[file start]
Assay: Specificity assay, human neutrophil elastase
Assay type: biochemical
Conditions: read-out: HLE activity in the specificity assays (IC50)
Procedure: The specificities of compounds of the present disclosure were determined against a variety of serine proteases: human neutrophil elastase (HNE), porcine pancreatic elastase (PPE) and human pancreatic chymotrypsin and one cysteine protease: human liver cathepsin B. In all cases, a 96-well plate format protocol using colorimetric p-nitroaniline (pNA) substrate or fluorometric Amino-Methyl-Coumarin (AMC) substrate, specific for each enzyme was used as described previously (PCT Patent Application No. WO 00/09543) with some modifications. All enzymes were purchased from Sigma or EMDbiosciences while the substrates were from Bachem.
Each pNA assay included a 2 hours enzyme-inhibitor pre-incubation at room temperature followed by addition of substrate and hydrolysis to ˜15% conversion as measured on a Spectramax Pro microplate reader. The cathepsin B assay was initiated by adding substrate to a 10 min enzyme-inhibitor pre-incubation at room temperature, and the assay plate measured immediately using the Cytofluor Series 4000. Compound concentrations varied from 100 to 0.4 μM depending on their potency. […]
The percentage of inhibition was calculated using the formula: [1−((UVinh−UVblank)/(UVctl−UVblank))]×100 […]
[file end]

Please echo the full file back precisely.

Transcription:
Assay: Specificity assay, human neutrophil elastase
Assay type: biochemical
Conditions: read-out: HLE activity in the specificity assays (IC50)
Procedure: The specificities of compounds of the present disclosure were determined against a variety of serine proteases: human neutrophil elastase (HNE), porcine pancreatic elastase (PPE) and human pancreatic chymotrypsin and one cysteine protease: human liver cathepsin B. In all cases, a 96-well plate format protocol using colorimetric p-nitroaniline (pNA) substrate or fluorometric Amino-Methyl-Coumarin (AMC) substrate, specific for each enzyme was used as described previously (PCT Patent Application No. WO 00/09543) with some modifications. All enzymes were purchased from Sigma or EMDbiosciences while the substrates were from Bachem.
Each pNA assay included a 2 hours enzyme-inhibitor pre-incubation at room temperature followed by addition of substrate and hydrolysis to ˜15% conversion as measured on a Spectramax Pro microplate reader. The cathepsin B assay was initiated by adding substrate to a 10 min enzyme-inhibitor pre-incubation at room temperature, and the assay plate measured immediately using the Cytofluor Series 4000. Compound concentrations varied from 100 to 0.4 μM depending on their potency. […]
The percentage of inhibition was calculated using the formula: [1−((UVinh−UVblank)/(UVctl−UVblank))]×100 […]